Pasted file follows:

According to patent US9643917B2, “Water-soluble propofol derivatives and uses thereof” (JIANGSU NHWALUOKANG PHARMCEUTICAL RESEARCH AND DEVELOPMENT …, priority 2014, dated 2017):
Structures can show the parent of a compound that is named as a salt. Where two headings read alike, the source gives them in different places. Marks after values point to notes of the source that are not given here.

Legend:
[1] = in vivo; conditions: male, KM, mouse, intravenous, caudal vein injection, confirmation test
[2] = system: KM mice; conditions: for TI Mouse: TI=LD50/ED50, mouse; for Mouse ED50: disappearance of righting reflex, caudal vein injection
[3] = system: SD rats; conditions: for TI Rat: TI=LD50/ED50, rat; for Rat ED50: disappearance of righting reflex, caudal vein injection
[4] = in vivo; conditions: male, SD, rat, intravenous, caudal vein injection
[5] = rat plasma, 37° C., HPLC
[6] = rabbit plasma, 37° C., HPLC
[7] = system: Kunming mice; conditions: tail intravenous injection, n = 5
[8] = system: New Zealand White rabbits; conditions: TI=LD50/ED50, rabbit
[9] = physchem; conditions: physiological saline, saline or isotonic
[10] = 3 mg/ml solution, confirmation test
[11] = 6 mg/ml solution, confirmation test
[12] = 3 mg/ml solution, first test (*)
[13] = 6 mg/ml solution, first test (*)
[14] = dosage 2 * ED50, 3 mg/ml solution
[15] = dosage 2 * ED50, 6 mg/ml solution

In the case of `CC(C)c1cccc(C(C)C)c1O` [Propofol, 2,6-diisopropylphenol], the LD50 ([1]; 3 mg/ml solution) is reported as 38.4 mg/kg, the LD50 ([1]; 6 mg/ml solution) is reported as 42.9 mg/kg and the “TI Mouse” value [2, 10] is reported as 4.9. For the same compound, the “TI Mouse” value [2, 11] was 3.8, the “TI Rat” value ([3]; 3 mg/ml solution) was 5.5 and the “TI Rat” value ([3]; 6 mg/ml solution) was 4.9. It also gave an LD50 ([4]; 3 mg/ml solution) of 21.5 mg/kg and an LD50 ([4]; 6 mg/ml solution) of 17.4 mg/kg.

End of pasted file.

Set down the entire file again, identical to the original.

According to patent US9643917B2, “Water-soluble propofol derivatives and uses thereof” (JIANGSU NHWALUOKANG PHARMCEUTICAL RESEARCH AND DEVELOPMENT …, priority 2014, dated 2017):
Structures can show the parent of a compound that is named as a salt. Where two headings read alike, the source gives them in different places. Marks after values point to notes of the source that are not given here.

Legend:
[1] = in vivo; conditions: male, KM, mouse, intravenous, caudal vein injection, confirmation test
[2] = system: KM mice; conditions: for TI Mouse: TI=LD50/ED50, mouse; for Mouse ED50: disappearance of righting reflex, caudal vein injection
[3] = system: SD rats; conditions: for TI Rat: TI=LD50/ED50, rat; for Rat ED50: disappearance of righting reflex, caudal vein injection
[4] = in vivo; conditions: male, SD, rat, intravenous, caudal vein injection
[5] = rat plasma, 37° C., HPLC
[6] = rabbit plasma, 37° C., HPLC
[7] = system: Kunming mice; conditions: tail intravenous injection, n = 5
[8] = system: New Zealand White rabbits; conditions: TI=LD50/ED50, rabbit
[9] = physchem; conditions: physiological saline, saline or isotonic
[10] = 3 mg/ml solution, confirmation test
[11] = 6 mg/ml solution, confirmation test
[12] = 3 mg/ml solution, first test (*)
[13] = 6 mg/ml solution, first test (*)
[14] = dosage 2 * ED50, 3 mg/ml solution
[15] = dosage 2 * ED50, 6 mg/ml solution

In the case of `CC(C)c1cccc(C(C)C)c1O` [Propofol, 2,6-diisopropylphenol], the LD50 ([1]; 3 mg/ml solution) is reported as 38.4 mg/kg, the LD50 ([1]; 6 mg/ml solution) is reported as 42.9 mg/kg and the “TI Mouse” value [2, 10] is reported as 4.9. For the same compound, the “TI Mouse” value [2, 11] was 3.8, the “TI Rat” value ([3]; 3 mg/ml solution) was 5.5 and the “TI Rat” value ([3]; 6 mg/ml solution) was 4.9. It also gave an LD50 ([4]; 3 mg/ml solution) of 21.5 mg/kg and an LD50 ([4]; 6 mg/ml solution) of 17.4 mg/kg.